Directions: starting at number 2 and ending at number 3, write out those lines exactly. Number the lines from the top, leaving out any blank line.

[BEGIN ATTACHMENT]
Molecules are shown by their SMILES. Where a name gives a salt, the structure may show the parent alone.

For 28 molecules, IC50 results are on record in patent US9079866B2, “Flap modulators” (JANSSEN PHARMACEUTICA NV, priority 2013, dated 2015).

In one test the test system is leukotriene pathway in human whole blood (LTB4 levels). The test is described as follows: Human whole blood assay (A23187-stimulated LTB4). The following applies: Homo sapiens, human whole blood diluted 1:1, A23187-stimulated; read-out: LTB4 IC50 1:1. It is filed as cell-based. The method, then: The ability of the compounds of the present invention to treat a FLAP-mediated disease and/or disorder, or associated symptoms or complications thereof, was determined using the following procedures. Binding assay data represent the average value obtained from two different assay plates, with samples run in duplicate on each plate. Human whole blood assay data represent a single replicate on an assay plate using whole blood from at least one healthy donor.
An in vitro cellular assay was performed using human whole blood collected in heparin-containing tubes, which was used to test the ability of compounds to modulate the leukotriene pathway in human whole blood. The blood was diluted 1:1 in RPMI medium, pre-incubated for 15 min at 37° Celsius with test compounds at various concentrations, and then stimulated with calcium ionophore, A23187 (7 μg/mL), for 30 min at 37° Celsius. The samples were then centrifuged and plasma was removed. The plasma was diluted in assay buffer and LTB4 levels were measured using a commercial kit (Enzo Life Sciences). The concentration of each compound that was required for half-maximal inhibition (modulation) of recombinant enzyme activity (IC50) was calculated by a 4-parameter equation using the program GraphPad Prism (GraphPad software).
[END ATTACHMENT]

For 28 molecules, IC50 results are on record in patent US9079866B2, “Flap modulators” (JANSSEN PHARMACEUTICA NV, priority 2013, dated 2015).

In one test the test system is leukotriene pathway in human whole blood (LTB4 levels). The test is described as follows: Human whole blood assay (A23187-stimulated LTB4). The following applies: Homo sapiens, human whole blood diluted 1:1, A23187-stimulated; read-out: LTB4 IC50 1:1. It is filed as cell-based. The method, then: The ability of the compounds of the present invention to treat a FLAP-mediated disease and/or disorder, or associated symptoms or complications thereof, was determined using the following procedures. Binding assay data represent the average value obtained from two different assay plates, with samples run in duplicate on each plate. Human whole blood assay data represent a single replicate on an assay plate using whole blood from at least one healthy donor.